A busy lifestyle can make finding the time to exercise a nightmare. Most Americans that workout are also employed 40-plus hours a week, or manage a household and family, or both! This puts time on short supply, and unfortunately, one of the first things to bite the dust is your fitness program.
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What time of day do you exercise?
We surveyed 500 fitness buffs and this is what we discovered. About twenty-eight percent of you exercise any time you can, a dead heat with those who prefer an evening workout. But what�s the most popular time to exercise?
Morning got over 200 votes out of 500 exercisers polled (forty-four percent). The least favorite time to train the body was during the afternoon hours (at only ten percent). Those pesky busy schedules deny most of us the luxury of squeezing in a mid-afternoon session at the gym.
I prefer to exercise ...
- Mornings - 44%
- Afternoons - 10%
- Evenings - 28%
- Any Time - 28%
A Recent Study
But according to the latest research, exercising in the morning might not be the best idea. A test conducted in June of 2001, at the University of Chicago found that certain levels of two important hormones responsible for energy metabolism, and fat burning (Thyrotropin and Cortisol) rose most during exercise that took place during the evening hours.
Body�s Natural Rhythm
Throughout various times of the day there is also a natural ebb and flow of energy that all of us experience. We adapt to our daily schedules of sleep, work, and rest, and actually become stronger during the periods of the day when our bodies instinctively anticipate greater amounts of work (based on previous behavior).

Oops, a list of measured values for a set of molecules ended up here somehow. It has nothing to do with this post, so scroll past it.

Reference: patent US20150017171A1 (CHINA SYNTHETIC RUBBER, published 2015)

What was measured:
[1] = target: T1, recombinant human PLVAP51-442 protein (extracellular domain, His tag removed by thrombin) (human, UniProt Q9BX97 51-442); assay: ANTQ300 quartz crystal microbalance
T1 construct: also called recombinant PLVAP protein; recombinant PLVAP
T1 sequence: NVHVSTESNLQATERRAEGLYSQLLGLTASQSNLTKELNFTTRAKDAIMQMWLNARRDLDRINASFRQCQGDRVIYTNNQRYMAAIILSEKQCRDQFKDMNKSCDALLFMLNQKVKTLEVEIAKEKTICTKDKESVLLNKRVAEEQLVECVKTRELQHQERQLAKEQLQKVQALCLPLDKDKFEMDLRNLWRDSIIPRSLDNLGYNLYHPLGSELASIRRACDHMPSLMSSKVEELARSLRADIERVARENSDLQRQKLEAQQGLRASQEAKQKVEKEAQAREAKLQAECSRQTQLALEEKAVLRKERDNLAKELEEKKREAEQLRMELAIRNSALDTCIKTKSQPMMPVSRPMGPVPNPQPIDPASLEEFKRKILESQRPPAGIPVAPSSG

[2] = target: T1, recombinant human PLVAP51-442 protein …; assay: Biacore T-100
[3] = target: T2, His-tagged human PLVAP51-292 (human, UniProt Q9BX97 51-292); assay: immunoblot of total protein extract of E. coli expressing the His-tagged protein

In other words, if you workout every day at 6 PM, your body will get the most from a workout that takes place at 6 PM. Because you've grown accustomed to exercise in the evening, you won�t be as energetic and strong during a workout that takes place in the early morning hours. For you, a morning workout will not be quite as effective.
Fortunately, any differences will be minor, and a workout that takes place during the evening hours is still far better than no workout at all. For a short cut or start-up, workout, click here.
So should you rearrange your life around your exercise schedule, just to ensure an evening workout? Researchers are apt to answer a very adamant NO! Ultimately, finding enough time (and energy) to exercise, no matter what the time of day, is most what's important.
Ideally, stick to your scheduled program, but here is 5 ways to get around a busy schedule.
Shrink to Fit
Cut workouts in half and squeeze in a 15 or 20 minute session instead of your normal workout. These, "short but sweet" workouts can produce dramatic results.
Start Your Day 30 Minutes Earlier
Set the alarm clock for 30 minutes earlier and workout before your day starts. Eventually your body will adjust to the earlier wake up call.
30 Minute Lunch Hour
Split your lunch hour in two, and devote half an hour to exercise before you eat. This will also curb your appetite, and make it easier to cut lunch time calories.
When the little one goes down for a nap, squeeze in 10 or 15 minutes. Whether you're a work at home mom or dad, take every opportunity you get to squeeze in some exercise. Repeat throughout the day to add up to 20 or 30 minutes.
Create combination workouts that you can perform 3 or 4 times weekly. For example, combine 10 minutes of strength with 20 minutes of cardio training for three or four, 30-minute weekly workouts.
Don�t allow strict guidelines on when to exercise wind up as less exercise. Be flexible in your scheduling, and do what you can, when you can to get the most from any exercise program.
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